Gina Tomaine ’10 has always been focused on health and wellness.
Her passion for wellness started small on Hawk Hill – she was a frequent flyer at the campus fitness center, took zumba and yoga classes with her friends and even played on the women’s rugby team during her first semester freshman year.
“I’m always willing to try something new, but I couldn’t really hack it on the rugby field,” she admits. “I got pretty banged up. But it’s such an awesome program at St. Joe’s. I was so impressed with the talent and passion of the players.”
Now, Tomaine’s passion is part of her work life, too. In November, she was named the new Health & Wellness Editor at Be Well Philly, an offshoot of Philadelphia Magazine that focuses on the best health and fitness options in the city.
During her time on Hawk Hill, Tomaine began to connect her interests in fitness and writing to her underlying desire to raise awareness of individuals facing adversity in health. She studied English and economics and became fascinated by the stories of people who have overcome medical obstacles to achieve a level of wellness they previously considered out of reach.
It started with her Summer Scholars project at SJU. Tomaine worked with Associate Professor of English Jenny Spinner, Ph.D., on a nonfiction manuscript highlighting two brothers from her Northeast Pennsylvania hometown, Scranton. They were both born with spinal muscular atrophy and, essentially, were not expected to live past age three. Against all odds, the brothers grew up to become fully functioning adults with high profile careers in competitive poker.
Tomaine continued working on this story well into her graduate studies at Emerson College, where she earned an MFA in creative nonfiction writing. While in Boston, she leveraged her undergraduate experience as a writer for The Hawk student newspaper and as an intern at the Philadelphia Inquirer to land positions at The Boston Globe and Boston Magazine.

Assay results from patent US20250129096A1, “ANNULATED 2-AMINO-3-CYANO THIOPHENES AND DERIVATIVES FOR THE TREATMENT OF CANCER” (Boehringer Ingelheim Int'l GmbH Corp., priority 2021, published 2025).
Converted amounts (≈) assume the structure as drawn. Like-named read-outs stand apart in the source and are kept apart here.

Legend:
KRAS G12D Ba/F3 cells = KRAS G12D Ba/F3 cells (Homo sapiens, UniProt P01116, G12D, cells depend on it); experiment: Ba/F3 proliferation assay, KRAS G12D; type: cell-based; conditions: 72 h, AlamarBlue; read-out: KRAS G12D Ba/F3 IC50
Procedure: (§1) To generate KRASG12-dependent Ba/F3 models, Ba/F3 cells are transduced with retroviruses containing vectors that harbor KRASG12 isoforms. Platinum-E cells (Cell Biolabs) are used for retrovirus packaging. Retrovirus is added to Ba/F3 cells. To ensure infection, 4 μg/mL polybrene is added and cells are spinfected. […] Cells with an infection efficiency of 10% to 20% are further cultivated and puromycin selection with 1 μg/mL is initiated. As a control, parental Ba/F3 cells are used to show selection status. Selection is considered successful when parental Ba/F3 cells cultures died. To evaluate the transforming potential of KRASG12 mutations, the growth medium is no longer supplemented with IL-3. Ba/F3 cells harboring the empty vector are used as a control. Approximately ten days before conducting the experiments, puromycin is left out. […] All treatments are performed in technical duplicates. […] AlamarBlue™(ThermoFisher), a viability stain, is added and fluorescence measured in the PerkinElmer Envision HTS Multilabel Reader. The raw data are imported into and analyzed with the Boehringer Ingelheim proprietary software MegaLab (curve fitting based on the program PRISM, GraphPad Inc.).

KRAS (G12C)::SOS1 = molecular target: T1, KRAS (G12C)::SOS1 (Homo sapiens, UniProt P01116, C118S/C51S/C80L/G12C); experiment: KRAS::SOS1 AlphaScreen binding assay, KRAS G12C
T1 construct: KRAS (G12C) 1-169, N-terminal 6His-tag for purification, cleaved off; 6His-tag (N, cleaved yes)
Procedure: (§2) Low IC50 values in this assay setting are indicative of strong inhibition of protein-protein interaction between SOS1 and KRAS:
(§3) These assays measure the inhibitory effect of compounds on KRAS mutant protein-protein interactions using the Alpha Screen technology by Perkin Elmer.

“Boston was great,” remembers Tomaine. “But it wasn’t home and it wasn't Philly. It isn’t where I wanted to build a long-term career.”
She headed back to Philly to freelance, and even ended up back on Hawk Hill for a while, teaching adjunct undergraduate English classes at SJU and Rosemont College and working in the SJU admissions office. Shortly after, she took an editorial job at Rodale, a publisher renowned for their focus on living naturally. She then moved over to Philadelphia Magazine, where she dove deeper into lifestyle writing and continued spending her free time running marathons, doing hot yoga and making connections all over the city’s fitness scene.
By the time the editor position at Be Well became available, it was clear that Tomaine was a natural fit.
Although she’s brand new to the job, Tomaine is already bringing her unique spin to Be Well, helping to facilitate the annual Philadelphia Magazine and Independence Blue Cross Health Hero Challenge. She spoke at the celebration and announced the winner, Ainsley’s Angels, a nonprofit that pairs able-bodied runners with those who wouldn’t be able to complete an endurance race without assistance. From there, she has continued to focus on perseverance in health, highlighting the mental roadblocks runners faced during this year’s Philadelphia Marathon and individuals overcoming their own health challenges in startlingly unique ways, like Edie Weinstein, who hugged her way back to heart health.
Tomaine has big plans for Be Well Philly but attributes much of her love of language and storytelling back to her time at St. Joe’s.
“The faculty really impressed me. I was both nurtured and challenged,” she remembers. “I took relationships with my professors well into my professional life. Witnessing how professors like Tenaya Darlington, MFA and Dr. April Lindner practiced their craft when I was just a student really helped me understand what was possible for me in the world after college. When I came back to teach at Saint Joseph’s, working under the guidance of Dr. Peter Norberg and Dr. Jo Parker was an honor. It felt like things had come full-circle.”
It is Tomaine’s strong relationships and natural curiosity that have helped her grow along the way.
“Be curious, ask questions,” she insists of current Hawks. “There are many valuable resources on and off campus – this is the best time to try new things and figure out who you are, even if it means spending one semester on the rugby team. There's always something to learn from each new experience.”
As faculty members at the Haub School of Business, Paul and Corolyn Foster touched the lives of Saint Joseph’s students for decades in the classroom. With a new scholarship, they are hoping to help shape the future business leaders of tomorrow.